It is no coincidence that this is strikingly similar to how the media, right-wing politicians, and some members of the LGBTQ+ community present what is happening at Parkfield Community School. The nuance-less assumption that Muslims, Islam, and Palestinians by extension (since Israeli pinkwashing flattens the religious complexity of Palestine, its Christian, Druze, atheist and agnostic populations, into a homogenous Islamic entity) are inherently and automatically homophobic is a direct result of the colonial legacies and practices of Israel and the Western world.
As a proud Birmingham queer, I do not want my Pride or my community at large, to be co-opted by racist, Islamophobic, colonial ideologies. Pride was a protest started by two trans women of colour, Marsha P. Johnson and Silvia Romera – something that is again forgotten as the film Stonewall (2015) showing a white man throwing the first brick attests to. LGBTQ+ politics and identity has slowly become depoliticised, Pride has become a party. Now, for some members of the community, LGBTQ+ politics has taken a decidedly sharp turn to right where fear mongering and Islamophobia are in control of the steering wheel.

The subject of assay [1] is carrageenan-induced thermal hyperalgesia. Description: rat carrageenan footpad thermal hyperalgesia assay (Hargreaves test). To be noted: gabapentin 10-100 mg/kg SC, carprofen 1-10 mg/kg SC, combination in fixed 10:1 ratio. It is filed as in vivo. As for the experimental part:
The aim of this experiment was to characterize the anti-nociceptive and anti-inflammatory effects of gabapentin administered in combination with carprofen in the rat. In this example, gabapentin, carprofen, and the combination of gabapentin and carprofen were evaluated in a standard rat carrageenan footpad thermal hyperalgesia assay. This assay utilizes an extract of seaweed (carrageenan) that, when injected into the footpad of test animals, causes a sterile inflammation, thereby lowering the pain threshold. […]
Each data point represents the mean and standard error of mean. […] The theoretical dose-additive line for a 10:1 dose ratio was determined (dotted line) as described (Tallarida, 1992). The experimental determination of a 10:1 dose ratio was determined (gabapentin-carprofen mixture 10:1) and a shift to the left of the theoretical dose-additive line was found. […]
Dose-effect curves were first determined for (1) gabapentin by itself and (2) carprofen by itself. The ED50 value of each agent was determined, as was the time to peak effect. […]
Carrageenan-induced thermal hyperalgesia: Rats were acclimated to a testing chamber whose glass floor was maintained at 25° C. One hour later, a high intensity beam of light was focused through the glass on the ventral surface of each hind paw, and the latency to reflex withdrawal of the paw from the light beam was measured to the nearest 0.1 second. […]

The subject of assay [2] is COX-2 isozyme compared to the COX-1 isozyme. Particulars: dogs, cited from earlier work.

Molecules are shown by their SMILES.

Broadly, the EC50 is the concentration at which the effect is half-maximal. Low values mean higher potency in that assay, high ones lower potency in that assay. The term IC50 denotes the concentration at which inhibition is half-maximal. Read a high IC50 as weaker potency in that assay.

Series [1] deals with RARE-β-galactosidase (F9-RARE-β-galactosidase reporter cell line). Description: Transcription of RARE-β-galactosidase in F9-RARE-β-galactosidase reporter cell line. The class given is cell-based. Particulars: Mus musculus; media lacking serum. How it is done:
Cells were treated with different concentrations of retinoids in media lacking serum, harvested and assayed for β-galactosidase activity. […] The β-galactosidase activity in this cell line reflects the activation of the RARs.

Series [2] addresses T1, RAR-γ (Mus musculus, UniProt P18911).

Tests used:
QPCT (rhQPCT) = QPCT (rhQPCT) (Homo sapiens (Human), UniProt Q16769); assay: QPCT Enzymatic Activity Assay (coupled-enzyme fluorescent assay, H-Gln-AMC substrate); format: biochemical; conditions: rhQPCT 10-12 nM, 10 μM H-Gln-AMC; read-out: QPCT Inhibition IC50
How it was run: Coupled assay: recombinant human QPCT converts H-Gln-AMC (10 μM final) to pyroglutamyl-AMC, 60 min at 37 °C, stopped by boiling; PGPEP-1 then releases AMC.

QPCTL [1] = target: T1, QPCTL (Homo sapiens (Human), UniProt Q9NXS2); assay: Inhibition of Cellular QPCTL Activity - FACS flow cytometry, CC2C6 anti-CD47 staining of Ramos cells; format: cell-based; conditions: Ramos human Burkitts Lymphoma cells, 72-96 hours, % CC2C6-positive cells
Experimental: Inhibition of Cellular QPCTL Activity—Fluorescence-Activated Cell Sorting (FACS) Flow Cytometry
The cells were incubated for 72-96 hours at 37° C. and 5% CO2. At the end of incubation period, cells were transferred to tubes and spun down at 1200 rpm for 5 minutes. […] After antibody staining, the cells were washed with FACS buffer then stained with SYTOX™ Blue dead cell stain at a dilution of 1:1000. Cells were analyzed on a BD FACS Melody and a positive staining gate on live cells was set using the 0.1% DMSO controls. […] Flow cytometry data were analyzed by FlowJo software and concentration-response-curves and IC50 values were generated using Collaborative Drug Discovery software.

I do not want my liberation to be at the cost of someone else’s – as Wilde and others had enacted. As Aswat, a queer feminist Palestinian’s group stated: “We, Palestinians, want to send companies and states who pinkwash their crimes a clear message: Oppressed groups know too well that no one will be free unless we are all free, and no group’s rights should be used to cover the violation of any other group’s rights.” I want to reinvigorate Birmingham Pride and LGBTQ+ politics with its radical roots by calling out Islamophobia within our communities, to demand HSBC be dropped as the main sponsor, and to end pinkwashing.